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Cosmology Questions

  1. Oct 22, 2014 #1
    1. The problem statement, all variables and given/known data
    (a)
    From the continuity equation show that if ##P=\omega \rho## and ##\omega > -1/3##, show that an expanding universe will eventually reach a maximum size. Take ##k=1## (closed universe).

    (b) Show that if ##\omega <-1##, the energy density ##\rho## will increase as the universe expands.

    2. Relevant equations

    Continuity equation: ##\dot{\rho}+3 \frac{\dot{a}}{a} (\rho +P)=0##

    First Friedmann equation:

    ##\left( \frac{\dot{a}}{a} \right)^2 = \frac{8 \pi G}{3} \rho - \frac{k}{a^2}##

    3. The attempt at a solution

    (a)
    The hint says I must first solve for ##a## when ##\dot{a}=0## the first Friedmann equation and then consider ##\ddot{a}##. So solving that equation yields:

    ##a=\sqrt{\frac{3k}{8 \pi G \rho}}=\sqrt{\frac{3}{8 \pi G \rho}}##

    To find ##\ddot{a}##, I substitute this into the second Friedmann equation:

    ##\frac{\ddot{a}}{a}= - \frac{4 \pi G}{3} (\rho + 3P) \implies \ddot{a} = \frac{-4 \pi G}{3} (\rho +3P). \sqrt{\frac{3}{8\pi G \rho}}##

    Using the equation of state ##\rho=P/\omega##

    ##\ddot{a} = \frac{-4 \pi G}{3} ((P/\omega)+3P). \sqrt{\frac{3}{8\pi G (P/\omega)}}##

    Do I need to show that we have positive acceleration (i.e. ##\ddot{a}>0##)? I think the equation above shows that acceleration is reduced as the universe expands (##\ddot{a}## decreases as P decreases).

    Also, how can I use the continuity equation here? :confused:

    (b) Do I need to be looking at the expression I found previously with negative P?

    Any corrections or explanation is greatly appreciated.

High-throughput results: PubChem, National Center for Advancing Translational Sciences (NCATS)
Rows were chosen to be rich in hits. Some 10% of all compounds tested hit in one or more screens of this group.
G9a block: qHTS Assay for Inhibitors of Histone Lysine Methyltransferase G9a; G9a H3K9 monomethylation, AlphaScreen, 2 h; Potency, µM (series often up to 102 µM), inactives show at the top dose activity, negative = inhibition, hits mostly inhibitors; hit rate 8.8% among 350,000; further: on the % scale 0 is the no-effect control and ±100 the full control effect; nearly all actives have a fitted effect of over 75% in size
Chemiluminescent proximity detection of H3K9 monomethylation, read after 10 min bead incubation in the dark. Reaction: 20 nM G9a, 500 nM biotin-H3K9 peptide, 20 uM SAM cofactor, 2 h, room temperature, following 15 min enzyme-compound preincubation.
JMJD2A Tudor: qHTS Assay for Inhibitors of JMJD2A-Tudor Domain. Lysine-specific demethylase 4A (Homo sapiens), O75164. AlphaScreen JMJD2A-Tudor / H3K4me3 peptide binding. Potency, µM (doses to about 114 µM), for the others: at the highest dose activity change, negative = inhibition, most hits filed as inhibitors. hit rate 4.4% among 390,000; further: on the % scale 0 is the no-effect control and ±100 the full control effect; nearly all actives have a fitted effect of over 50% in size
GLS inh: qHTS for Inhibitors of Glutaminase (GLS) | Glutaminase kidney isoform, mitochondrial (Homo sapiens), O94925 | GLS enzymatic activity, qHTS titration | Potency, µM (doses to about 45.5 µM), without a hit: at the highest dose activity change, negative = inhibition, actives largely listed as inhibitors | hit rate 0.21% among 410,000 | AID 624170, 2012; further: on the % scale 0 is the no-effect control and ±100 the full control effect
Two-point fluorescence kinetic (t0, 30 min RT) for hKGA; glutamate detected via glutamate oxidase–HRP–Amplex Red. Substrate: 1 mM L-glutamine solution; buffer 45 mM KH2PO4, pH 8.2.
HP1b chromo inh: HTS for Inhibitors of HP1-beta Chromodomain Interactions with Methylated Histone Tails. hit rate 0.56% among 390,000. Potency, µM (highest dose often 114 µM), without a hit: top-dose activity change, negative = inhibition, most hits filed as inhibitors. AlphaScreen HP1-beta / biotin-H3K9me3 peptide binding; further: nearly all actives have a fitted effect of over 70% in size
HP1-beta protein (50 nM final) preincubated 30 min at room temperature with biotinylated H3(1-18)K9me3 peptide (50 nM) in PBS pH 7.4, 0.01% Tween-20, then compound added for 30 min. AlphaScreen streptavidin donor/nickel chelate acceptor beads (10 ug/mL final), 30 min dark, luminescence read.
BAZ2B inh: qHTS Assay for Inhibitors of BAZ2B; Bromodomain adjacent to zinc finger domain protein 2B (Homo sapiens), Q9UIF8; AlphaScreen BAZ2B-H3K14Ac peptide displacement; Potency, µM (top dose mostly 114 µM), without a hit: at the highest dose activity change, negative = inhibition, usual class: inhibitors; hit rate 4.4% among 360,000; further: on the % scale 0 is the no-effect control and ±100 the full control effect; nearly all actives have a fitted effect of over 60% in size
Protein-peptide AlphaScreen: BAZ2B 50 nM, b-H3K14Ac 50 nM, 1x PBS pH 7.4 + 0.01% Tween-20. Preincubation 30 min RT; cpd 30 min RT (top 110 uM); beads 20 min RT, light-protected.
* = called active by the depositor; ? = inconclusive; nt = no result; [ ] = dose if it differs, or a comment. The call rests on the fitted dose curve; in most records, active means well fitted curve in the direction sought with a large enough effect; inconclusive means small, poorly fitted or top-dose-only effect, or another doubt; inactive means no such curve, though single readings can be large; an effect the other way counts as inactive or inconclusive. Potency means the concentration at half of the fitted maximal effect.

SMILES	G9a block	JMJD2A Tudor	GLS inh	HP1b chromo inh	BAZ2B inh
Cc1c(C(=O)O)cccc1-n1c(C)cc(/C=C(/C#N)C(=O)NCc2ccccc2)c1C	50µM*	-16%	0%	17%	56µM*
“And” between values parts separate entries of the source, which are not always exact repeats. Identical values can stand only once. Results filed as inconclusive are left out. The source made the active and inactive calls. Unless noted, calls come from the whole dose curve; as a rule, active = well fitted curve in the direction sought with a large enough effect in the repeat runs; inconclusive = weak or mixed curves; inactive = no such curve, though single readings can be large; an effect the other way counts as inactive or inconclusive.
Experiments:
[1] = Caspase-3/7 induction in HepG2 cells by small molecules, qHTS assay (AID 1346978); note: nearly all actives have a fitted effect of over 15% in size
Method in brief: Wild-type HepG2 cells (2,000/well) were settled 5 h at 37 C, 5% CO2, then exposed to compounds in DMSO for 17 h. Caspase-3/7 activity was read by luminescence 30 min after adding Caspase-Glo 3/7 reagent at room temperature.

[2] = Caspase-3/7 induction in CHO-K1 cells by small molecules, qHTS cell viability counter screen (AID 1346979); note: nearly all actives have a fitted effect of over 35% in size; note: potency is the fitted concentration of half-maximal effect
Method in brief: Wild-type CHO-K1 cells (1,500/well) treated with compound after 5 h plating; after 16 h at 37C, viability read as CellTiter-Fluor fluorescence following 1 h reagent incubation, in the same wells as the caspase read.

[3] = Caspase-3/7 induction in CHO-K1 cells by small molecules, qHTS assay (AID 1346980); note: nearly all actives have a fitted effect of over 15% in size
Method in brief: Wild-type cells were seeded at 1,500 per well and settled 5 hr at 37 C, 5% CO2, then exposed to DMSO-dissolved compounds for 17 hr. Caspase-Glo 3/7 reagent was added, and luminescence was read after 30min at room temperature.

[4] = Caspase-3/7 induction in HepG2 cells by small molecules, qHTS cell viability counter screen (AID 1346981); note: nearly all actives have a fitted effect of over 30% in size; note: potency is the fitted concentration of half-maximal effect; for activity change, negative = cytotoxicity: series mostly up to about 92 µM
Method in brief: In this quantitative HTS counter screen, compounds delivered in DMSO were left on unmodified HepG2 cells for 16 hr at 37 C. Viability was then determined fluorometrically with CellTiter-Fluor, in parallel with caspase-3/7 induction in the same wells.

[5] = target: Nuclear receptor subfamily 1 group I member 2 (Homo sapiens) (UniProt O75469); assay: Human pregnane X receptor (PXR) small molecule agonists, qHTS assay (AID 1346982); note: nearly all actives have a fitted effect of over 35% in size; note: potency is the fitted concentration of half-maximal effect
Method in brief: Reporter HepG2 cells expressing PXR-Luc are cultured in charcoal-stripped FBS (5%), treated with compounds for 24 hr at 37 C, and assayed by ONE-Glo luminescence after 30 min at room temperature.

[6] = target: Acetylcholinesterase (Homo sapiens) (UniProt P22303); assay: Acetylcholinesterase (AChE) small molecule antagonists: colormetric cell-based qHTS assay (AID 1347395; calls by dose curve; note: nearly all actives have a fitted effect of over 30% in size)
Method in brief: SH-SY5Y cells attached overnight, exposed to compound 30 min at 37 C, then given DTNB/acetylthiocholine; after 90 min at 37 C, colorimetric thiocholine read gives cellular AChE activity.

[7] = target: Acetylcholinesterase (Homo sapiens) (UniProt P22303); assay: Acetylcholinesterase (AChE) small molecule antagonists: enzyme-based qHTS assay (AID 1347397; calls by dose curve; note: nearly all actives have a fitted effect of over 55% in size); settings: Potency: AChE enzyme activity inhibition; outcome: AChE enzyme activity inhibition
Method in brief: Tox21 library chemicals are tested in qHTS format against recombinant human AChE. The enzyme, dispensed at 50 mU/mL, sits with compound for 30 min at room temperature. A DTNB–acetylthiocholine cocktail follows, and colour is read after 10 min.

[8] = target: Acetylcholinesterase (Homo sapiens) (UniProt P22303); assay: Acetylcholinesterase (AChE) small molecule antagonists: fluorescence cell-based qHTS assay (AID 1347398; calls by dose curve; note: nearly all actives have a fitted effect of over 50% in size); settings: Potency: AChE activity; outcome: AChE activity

2. jcsd
  3. Oct 23, 2014 #2

    Orodruin

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    I would use the equation of state to remove P instead of ##\rho##. Pressure can be negative, energy density is not.
     
  4. Oct 23, 2014 #3
    Thank you. I got

    ##\ddot{a}=\frac{-4\pi G}{3}(\rho+3\rho \omega) \sqrt{\frac{3}{8 \pi G \rho}}##

    So, for the case ##\omega = -1/3##, we have ##\ddot{a}=\sqrt{\frac{3}{8 \pi G \rho}}>0##. So the acceleration is always positive.

    But how could we use the continuity equation in this case?
     
  5. Oct 23, 2014 #4

    Orodruin

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    I assume you mean for ##\omega < -1/3##. Why would you not expect the continuity equation to hold? A component with negative pressure simply behaves very differently from ordinary matter or radiation. In particular, the case of ##\omega = -1## corresponds to a cosmological constant.

    Also note that you have assumed that ##\dot a = 0## in your expression. This is not necessary to know the sign of the acceleration, but it will be true in particular when this holds.
     
  6. Oct 23, 2014 #5
    No, I meant for the case when ##\omega >-1/3##. How does one explain that such a universe reaches a maximum size with reference to the continuity equation?
     
  7. Oct 23, 2014 #6

    Orodruin

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    The second Friedmann equation is derived by inserting the continuity equation into the first Friedmann equation so when you are applying the second Friedmann equation you are implicitly assuming the continuity equation.

    If ##\omega > -1/3## you have ##\ddot a \propto - \rho (1 + 3\omega) < 0## so deceleration. In order to have ##\ddot a## positive, ##1+3\omega## must be negative, i.e., ##1 + 3\omega < 0 \Rightarrow \omega < -1/3##. What is the nature of the local extrema (where ##\dot a## is zero) if the second derivative is negative?
     
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